mysql::config_path: '/etc/mysql/mysql.conf.d/mysqld.cnf'
    mysql::service_name: 'mysql'
  6. Add the defaults to common.yaml:

    $ sudo vim data/common.yaml
    ---
    mysql::install_name: 'mysql-server-5.7'
    mysql::install_ensure: 'present'
    mysql::config_path: '/etc/mysql/mysql.conf.d/mysqld.cnf'
    mysql::config_ensure: 'file'
    mysql::service_ensure: 'running'
    mysql::service_name: 'mysql'
    mysql::service_enable: true
    mysql::service_hasrestart: true

Update the manifests to use Hiera

  1. Next, we want to refactor the manifests themselves. Let's start with the install class:

    $ sudo vim manifests/install.pp
    # @summary
    #   Installs MySQL
    class mysql::install {
     package { "${mysql::install_name}":
       ensure => $mysql::install_ensure,
     }
    }
  2. Then, update the config class:

    $ sudo vim manifests/config.pp
    # @summary A short summary of the purpose of this class
    #  Configures MySQL daemon file
    class mysql::config {
     file { "${mysql::config_path}":
       ensure => $mysql::config_ensure,
       source => "puppet:///modules/mysql/${osfamily}.cnf",
       mode   => '0644',
       owner  => 'root',
       group  => 'root',
     }
    }
  3. Edit service:

    $ sudo vim manifests/service.pp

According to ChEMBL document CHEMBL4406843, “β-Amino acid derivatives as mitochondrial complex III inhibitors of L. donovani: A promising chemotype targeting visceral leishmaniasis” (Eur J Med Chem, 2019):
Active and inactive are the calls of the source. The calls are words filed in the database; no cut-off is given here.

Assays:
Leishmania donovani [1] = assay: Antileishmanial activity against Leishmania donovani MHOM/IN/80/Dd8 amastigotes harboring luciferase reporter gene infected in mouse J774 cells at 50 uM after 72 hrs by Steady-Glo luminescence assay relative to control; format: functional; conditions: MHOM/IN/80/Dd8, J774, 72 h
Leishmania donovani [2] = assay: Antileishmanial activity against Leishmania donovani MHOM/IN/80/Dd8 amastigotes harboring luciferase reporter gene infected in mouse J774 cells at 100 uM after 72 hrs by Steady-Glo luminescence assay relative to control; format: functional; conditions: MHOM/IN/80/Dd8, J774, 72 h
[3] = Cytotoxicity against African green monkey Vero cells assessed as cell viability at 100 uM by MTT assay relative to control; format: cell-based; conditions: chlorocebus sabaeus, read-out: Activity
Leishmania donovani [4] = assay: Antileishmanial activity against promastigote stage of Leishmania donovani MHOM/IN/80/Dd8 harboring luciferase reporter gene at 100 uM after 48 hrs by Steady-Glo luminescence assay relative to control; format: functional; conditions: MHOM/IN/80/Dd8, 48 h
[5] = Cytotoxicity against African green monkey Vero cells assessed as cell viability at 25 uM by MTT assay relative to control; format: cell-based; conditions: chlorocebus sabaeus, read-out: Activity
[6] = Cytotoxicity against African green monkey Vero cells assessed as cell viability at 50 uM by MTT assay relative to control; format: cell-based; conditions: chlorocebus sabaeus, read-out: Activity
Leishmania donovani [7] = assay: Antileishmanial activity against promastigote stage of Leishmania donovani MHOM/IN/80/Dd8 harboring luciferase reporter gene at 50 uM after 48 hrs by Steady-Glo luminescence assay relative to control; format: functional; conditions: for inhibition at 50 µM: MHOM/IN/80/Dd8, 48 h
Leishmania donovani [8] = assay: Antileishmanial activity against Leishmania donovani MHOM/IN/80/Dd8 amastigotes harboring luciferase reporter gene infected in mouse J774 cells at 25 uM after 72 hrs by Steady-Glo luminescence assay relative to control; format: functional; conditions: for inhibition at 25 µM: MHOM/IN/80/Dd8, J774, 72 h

# @summary A short summary of the purpose of this class
    #   Ensures service is started and enabled and allow for restarts
    class mysql::service {
     service { "${mysql::service_name}":
       ensure     => $mysql::service_ensure,
       enable     => $mysql::service_enable,
       hasrestart => $mysql::service_hasrestart,
     }
    }
  4. Finally, we have to rework the init.pp file:

    $ sudo vim manifests/init.pp
    # @summary
    # Manages the basic functions of a MySQL server
    class mysql (
     String $install_name,
     String $install_ensure,
     String $config_path,
     String $config_ensure,
     String $service_name,
     String $service_ensure,
     Boolean $service_enable,
     Boolean $service_hasrestart,
    ) {
     contain mysql::install
     contain mysql::config
     contain mysql::service
    
     Class['::mysql::install']
     -> Class['::mysql::config']
     ~> Class['::mysql::service']
    }

Test the module against both servers

  1. Add the module to our main manifest:

    $ sudo vim ../../manifests/site.pp
    node default {
     include mysql
    }
  2. Test the module on the Puppet master:

    $ sudo puppet agent -t
  3. We also want to test the module on the Ubuntu node. Let's first ensure Puppet is up and running on that additional server:

    $ curl -k https://puppet.ec2.internal:8140/packages/current/install.bash | sudo bash

    Approve the cert on the master:

    $ sudo puppetserver ca sign --all
  4. Test the module against the additional node:

    $ sudo puppet agent -t
  5. Finally, remove the params.pp file:

    $ sudo rm manifests/params.pp

Conclusion

Congratulations — you've completed this hands-on lab!